Reading Comprehension: How to Find the Main Idea in Text

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Getting the main idea out of a text is vital to reading comprehension. At the same time, finding the main idea is treated as if it were as simple as locating a word. Noted educator and researcher Kylene Beers points out that struggling readers actually need to be taught steps and strategies to determine the main idea, instead of simply told to do so. While for some readers, the task has become instinctive, there are instructable steps to the task.

How to Find the Main Idea of a Text

  • Reread the passage slowly, and mark the ideas that are clearly supporting details as such. Certain details included in a paragraph will jump out as being interesting, but not necessarily worth remembering. Once these are marked off as "not the main idea," the remaining information can be paraphrased into a single statement to form the main idea of each paragraph.

  • List the main idea of each paragraph in order. This is less than an outline; it is simply determining the scope of the passage, because the main idea of the passage will take into consideration every paragraph in it.

  • List the most important words. Scan the list of paragraph topics, and jot down the words that are repeated in all or most of them. It may be necessary to paraphrase one or two of the paragraph topics to have more words in common; just be sure that the new sentence is merely a paraphrase, and that the meaning isn't changed at all.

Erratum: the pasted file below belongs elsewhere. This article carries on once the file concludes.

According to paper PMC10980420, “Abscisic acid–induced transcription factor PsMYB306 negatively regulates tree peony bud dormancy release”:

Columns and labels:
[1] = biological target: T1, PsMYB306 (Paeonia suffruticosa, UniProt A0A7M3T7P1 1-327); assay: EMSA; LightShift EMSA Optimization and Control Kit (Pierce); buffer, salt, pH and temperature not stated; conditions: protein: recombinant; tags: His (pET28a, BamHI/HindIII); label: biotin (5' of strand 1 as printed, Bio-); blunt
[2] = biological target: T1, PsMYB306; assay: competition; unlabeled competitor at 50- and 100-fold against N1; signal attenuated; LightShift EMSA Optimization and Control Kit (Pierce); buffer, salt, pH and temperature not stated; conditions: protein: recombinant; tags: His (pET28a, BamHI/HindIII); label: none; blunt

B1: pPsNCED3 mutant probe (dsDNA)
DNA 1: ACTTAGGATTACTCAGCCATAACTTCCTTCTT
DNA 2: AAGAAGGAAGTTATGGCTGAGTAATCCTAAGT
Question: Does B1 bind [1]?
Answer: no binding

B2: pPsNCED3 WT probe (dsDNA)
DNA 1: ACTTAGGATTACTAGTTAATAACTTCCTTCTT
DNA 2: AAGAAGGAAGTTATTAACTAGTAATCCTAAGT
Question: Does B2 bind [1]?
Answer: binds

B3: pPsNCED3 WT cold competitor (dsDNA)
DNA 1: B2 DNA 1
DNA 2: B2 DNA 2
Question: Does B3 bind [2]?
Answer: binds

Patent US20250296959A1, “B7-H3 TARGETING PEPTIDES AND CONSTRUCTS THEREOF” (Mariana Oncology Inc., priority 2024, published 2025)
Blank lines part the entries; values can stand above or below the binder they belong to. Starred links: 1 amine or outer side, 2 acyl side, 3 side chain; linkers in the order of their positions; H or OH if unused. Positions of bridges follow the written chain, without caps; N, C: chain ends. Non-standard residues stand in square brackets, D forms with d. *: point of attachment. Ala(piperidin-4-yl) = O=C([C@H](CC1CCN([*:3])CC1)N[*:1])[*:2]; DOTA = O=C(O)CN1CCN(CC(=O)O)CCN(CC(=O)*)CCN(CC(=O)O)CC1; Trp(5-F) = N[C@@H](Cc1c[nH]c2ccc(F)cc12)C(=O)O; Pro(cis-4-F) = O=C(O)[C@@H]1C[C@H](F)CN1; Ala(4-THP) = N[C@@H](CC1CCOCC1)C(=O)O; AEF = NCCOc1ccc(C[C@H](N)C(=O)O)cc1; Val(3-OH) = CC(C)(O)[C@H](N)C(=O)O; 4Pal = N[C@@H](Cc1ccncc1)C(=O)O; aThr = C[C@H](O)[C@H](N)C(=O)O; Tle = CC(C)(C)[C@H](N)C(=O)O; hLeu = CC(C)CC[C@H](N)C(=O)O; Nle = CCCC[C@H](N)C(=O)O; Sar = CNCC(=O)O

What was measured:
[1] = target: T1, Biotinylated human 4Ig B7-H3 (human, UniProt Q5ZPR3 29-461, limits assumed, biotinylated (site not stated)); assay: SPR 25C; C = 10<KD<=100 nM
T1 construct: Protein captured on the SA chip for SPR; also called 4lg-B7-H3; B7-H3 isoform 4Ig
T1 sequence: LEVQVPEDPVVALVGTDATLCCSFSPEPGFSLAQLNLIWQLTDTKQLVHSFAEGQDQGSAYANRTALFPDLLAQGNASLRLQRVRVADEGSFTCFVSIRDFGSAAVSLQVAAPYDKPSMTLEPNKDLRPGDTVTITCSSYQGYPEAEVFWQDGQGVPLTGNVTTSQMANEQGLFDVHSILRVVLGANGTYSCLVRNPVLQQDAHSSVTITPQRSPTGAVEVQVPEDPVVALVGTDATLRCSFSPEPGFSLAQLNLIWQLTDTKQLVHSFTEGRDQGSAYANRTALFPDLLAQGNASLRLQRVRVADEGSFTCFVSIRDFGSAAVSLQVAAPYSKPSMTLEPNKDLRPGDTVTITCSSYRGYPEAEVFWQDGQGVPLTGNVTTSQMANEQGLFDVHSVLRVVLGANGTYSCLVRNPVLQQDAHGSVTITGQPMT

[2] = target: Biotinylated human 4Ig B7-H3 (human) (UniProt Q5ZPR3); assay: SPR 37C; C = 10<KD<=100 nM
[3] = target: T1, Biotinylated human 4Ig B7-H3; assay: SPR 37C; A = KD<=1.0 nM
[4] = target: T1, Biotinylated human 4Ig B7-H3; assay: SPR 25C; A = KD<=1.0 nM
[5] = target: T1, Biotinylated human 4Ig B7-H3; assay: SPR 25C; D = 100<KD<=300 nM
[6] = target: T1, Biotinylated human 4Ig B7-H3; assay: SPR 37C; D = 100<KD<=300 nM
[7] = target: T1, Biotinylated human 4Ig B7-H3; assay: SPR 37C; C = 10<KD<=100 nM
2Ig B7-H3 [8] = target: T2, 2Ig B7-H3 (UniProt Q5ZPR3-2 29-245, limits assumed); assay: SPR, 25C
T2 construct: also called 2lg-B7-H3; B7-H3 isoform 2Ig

• Write a statement that connects the paragraph topics using all of the repeated words. For example, if a passage had paragraphs about the first marathon, the history of the Boston Marathon, the introduction of the marathon to the Olympics and the first women's Olympic marathon, all those topics would come together into the main idea of "the history of the marathon."

  • Test your main idea by writing out a statement that explains how the topic of each paragraph connects back to that main idea. Review each paragraph of the text to make sure that the connections are suggested by the text, and are not based on outside knowledge.

Tips & Warnings

  • Writing out the responses to every step is best; saying them out loud to a partner is a less effective but acceptable back up. Sharing ideas by speech or writing develops them further.
  • Remember that most non-fiction pieces follow the basic introduction --body-- conclusion pattern, both in the passage as a whole, as well as within each paragraph. Also remember that this is not a strict format. Sometimes a "hook" sentence or paragraph opens a paragraph or passage, and sometimes conclusions are missing.

References

  • "Teaching Reading Comprehension and Vocabulary"; Marvin L. Klein; 1988.
  • "When Kids Can't Read, What Teachers Can Do"; Kylene Beers; 2003.
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